Afterward, we hopped on the Hogwarts Express, then got in line for The Forbidden Journey ride — which was the longest “wait” we experienced, maybe all of 5 minutes. Even when the queue is longer, it’s actually not horrible, especially in the summer when it’s nice to spend some time in a dark, air-conditioned area. There are also bits of entertainment scattered throughout, such as one room where the Hogwarts portraits talk to each other, and another where you’re eavesdropping on Harry & company.
For the other attractions, we were able to walk right up. It was refreshing to be able to really explore and look around without being pushed and shoved in a crowd of sweaty muggles. People started really flooding into Hogsmeade after the parks officially opened at 9:00 am, but by that time we were ready to move on to something else. When you’re not waiting in long lines, it becomes really apparent how short most of the rides actually are. I think we rode everything in less than an hour. This is NOT a typical experience.
I didn’t “grow up” with Harry Potter since I was already halfway through high school when the first novel came to the States, but I love the stories just the same, and I’m really impressed with the attention to detail in these sections of the parks. Everything looks ancient and weathered, and some buildings (like Gringotts) appear to defy the laws of physics.
As a graphic designer, I find the hand-painted looking signs and overall application of typography really compelling and just fun to look at… everything right down to the packaging on the candies in Honeyduke’s and trinkets inside Weasley’s Wizard Wheezes. The park designers really managed to capture the slightly off-kilter whimsy of J.K. Rowling’s magical world.
This time around I finally had a chance to go inside Ollivander’s, but was disappointed that the wands are not actually made from wood?! You’re literally paying $40 for a stick of plastic. Nah, man.
islands of adventure
As I’d suspected, most people were there for Harry Potter, so everywhere else was absolutely deserted! Not a single wait took more than 5 minutes. It was absolutely glorious.
Similar to the Harry Potter series, Jurassic Park is another much-beloved movie/book from my ‘young adult’ years… check this out:
However, the main attraction in the Jurassic Park area is a water ride, so with the weather being on the chilly side (FOR ME, okay! Below 80F is chilly for Florida!), we skipped it this time.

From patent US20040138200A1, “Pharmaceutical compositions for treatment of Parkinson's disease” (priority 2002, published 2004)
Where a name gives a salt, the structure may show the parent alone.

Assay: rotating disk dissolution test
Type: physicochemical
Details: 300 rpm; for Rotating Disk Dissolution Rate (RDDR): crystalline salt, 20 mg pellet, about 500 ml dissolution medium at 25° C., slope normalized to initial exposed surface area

The Marvel area could stand to be updated a little, but I love the Hulk coaster and am glad they renovated it. I was not super interested in seeing the new Reign of Kong 4D attraction. To be honest, my first reaction was incredulity at the idea of trying to reboot King Kong yet AGAIN… Like, whose bright idea was that? My second reaction was dismay at yet another screen-focused “ride” — usually that the physical components just do not interact smoothly with the on-screen elements. (Even a difference is clearly evident between the newer Gringotts ride and the slightly older Forbidden Journey ride.) However, with Reign of Kong I thought the blend of digital and practical effects was incredibly successful. For this ride you’re sitting in a trackless, self-driving bus, which creates a more immersive, 360-degree experience. The only aspects I didn’t like as much were 1. still having to put on 3D glasses, and 2. the animatronic at the end was a bit clunky and anticlimactic.
There are also entire sections of this park that I avoid because they don’t appeal to me. Seuss Landing is obviously for children, so that’s an instant nope. And there’s a whole area based around reheating cartoon leftovers from World War 2. I mean, are the “Sunday funnies” still relevant? Do today’s kids even know who Beetle Bailey is? I would not mind seeing this transformed into something else entirely.
Many of the rides from my childhood like Jaws and Back to the Future are now gone, having long since been replaced by Men in Black, The Simpsons, and Diagon Alley. (The ET ride is currently still there, but I wouldn’t be surprised if it goes away soon.)
Other than Diagon Alley, my favorite area in this park is Springfield, since I’ve always loved the misadventures of everyone’s favorite dysfunctional cartoon family. (True story: in 3rd grade I made friends because I was the only one who could draw, and I doodled Bart and Homer on everyone’s notebooks.) The Simpsons “coaster” is kind of a misnomer since it isn’t an actual roller coaster, it’s a motion simulator (albeit a pretty good one). It’s enjoyable for the nostalgia factor, but I wouldn’t bother waiting in line for it, as it’s not anything mind-blowing. Same for the Transformers ride — it’s fun, but it’s what we’ve all come to expect from 4D rides, so not remotely life-changing.